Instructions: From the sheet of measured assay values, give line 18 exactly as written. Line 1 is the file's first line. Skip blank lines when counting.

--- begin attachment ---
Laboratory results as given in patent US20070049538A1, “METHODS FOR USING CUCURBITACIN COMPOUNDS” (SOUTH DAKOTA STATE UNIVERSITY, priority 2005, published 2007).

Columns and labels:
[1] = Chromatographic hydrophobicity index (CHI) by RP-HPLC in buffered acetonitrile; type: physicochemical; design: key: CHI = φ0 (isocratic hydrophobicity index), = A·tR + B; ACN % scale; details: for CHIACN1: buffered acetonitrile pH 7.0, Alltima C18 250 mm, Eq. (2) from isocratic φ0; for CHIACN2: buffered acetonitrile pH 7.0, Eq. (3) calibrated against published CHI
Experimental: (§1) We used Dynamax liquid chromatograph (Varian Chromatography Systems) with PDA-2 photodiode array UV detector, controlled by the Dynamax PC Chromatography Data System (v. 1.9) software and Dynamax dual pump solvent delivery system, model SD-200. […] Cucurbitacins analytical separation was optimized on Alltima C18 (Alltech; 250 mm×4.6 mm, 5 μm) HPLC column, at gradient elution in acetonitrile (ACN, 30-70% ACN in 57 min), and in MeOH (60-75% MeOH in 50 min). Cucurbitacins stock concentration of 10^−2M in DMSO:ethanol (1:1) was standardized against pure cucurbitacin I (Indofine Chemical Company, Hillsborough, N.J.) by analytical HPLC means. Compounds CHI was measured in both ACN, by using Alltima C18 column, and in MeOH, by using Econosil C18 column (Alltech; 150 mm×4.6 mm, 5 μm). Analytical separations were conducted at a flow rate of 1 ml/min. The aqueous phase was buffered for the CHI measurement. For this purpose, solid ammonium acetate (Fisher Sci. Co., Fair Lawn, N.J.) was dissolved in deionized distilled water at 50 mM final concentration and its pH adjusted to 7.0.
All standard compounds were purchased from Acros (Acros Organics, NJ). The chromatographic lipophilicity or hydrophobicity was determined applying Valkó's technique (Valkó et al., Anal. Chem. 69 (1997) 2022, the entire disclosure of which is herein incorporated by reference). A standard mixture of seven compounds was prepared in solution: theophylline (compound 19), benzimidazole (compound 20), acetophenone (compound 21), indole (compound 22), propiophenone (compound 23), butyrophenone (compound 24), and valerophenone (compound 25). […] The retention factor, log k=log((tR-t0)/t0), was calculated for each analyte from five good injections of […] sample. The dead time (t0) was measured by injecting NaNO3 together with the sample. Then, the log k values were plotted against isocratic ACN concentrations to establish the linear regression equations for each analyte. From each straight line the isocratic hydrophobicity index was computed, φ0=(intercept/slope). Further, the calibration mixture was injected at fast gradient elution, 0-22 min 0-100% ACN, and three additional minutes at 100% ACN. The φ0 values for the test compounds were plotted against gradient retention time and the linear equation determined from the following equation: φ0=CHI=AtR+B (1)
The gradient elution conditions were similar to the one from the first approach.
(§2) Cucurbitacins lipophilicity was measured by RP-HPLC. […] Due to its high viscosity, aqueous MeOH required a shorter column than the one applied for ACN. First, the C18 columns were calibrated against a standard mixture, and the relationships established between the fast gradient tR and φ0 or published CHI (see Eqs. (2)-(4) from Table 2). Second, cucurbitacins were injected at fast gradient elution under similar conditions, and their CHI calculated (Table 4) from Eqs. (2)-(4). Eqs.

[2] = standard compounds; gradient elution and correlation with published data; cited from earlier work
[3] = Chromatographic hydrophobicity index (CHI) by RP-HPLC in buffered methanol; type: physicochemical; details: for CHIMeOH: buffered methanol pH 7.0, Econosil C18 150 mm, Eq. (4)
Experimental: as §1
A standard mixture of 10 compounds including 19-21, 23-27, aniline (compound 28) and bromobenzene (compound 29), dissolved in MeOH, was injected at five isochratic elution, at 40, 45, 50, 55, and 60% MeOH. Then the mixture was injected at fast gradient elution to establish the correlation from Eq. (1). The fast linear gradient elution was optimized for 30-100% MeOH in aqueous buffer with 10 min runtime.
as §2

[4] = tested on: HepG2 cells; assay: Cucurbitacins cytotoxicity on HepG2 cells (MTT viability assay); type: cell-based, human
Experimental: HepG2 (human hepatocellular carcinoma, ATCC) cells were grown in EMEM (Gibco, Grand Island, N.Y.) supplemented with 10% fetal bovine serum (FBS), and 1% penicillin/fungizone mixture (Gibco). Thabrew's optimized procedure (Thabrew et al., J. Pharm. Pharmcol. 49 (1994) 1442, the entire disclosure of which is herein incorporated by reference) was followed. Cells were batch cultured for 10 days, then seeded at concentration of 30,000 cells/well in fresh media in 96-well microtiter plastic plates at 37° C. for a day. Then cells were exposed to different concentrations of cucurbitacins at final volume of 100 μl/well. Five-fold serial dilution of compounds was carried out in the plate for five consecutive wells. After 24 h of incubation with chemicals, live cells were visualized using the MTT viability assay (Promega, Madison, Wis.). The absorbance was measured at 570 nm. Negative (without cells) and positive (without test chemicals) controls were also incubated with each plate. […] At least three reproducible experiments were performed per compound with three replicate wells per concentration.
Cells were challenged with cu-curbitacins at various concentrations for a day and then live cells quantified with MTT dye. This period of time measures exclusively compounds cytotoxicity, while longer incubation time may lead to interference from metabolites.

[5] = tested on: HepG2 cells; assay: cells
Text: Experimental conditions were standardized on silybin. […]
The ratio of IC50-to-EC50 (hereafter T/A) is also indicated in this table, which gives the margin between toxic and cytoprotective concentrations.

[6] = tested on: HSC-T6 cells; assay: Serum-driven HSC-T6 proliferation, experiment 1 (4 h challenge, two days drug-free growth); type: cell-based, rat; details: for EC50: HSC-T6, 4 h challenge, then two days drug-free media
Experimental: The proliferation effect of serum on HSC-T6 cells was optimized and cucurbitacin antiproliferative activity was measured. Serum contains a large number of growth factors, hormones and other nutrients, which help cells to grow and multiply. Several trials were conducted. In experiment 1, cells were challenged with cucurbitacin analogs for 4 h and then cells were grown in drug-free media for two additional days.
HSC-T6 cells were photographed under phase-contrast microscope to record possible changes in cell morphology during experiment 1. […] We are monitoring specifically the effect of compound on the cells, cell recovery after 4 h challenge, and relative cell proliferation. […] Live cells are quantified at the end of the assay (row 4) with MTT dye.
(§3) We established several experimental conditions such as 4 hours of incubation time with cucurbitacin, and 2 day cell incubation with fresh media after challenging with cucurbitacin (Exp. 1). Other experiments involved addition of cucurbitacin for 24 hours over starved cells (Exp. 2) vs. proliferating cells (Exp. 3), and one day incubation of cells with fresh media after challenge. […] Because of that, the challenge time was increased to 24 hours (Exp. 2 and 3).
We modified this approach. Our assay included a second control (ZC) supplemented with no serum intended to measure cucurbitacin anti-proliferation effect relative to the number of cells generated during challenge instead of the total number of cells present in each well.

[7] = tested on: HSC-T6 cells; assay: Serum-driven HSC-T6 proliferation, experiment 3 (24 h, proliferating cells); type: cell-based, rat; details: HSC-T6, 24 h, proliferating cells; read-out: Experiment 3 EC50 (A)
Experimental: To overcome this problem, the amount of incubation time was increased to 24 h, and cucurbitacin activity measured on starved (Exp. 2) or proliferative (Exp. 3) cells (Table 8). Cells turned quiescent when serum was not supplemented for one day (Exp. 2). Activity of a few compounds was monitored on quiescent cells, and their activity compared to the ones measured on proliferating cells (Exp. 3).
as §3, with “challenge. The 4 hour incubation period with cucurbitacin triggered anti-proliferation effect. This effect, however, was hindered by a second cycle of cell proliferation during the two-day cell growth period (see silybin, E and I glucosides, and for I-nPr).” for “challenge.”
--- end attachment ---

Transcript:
The ratio of IC50-to-EC50 (hereafter T/A) is also indicated in this table, which gives the margin between toxic and cytoprotective concentrations.